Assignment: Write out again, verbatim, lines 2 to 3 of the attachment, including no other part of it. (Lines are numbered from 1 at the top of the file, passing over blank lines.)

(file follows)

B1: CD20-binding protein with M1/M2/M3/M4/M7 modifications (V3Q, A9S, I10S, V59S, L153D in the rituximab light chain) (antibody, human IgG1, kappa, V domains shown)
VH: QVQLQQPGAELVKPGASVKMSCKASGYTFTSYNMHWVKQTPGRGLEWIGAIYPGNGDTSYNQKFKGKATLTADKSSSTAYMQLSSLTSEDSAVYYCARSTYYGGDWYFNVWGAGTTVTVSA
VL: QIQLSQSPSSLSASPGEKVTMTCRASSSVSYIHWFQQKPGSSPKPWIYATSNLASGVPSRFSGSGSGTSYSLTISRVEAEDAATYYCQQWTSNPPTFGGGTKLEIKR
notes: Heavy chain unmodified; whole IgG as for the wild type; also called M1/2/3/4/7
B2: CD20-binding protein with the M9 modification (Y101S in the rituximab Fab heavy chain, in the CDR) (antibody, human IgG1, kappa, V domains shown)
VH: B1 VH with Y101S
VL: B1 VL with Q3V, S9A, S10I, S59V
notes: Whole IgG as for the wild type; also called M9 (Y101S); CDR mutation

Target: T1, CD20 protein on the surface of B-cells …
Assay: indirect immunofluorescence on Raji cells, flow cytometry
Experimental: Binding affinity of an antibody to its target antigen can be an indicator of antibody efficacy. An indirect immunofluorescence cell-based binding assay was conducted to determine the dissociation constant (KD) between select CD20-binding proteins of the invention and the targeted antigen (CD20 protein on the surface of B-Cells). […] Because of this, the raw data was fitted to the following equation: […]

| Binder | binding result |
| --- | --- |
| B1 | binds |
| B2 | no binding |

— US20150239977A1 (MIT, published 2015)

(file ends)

VH: QVQLQQPGAELVKPGASVKMSCKASGYTFTSYNMHWVKQTPGRGLEWIGAIYPGNGDTSYNQKFKGKATLTADKSSSTAYMQLSSLTSEDSAVYYCARSTYYGGDWYFNVWGAGTTVTVSA
VL: QIQLSQSPSSLSASPGEKVTMTCRASSSVSYIHWFQQKPGSSPKPWIYATSNLASGVPSRFSGSGSGTSYSLTISRVEAEDAATYYCQQWTSNPPTFGGGTKLEIKR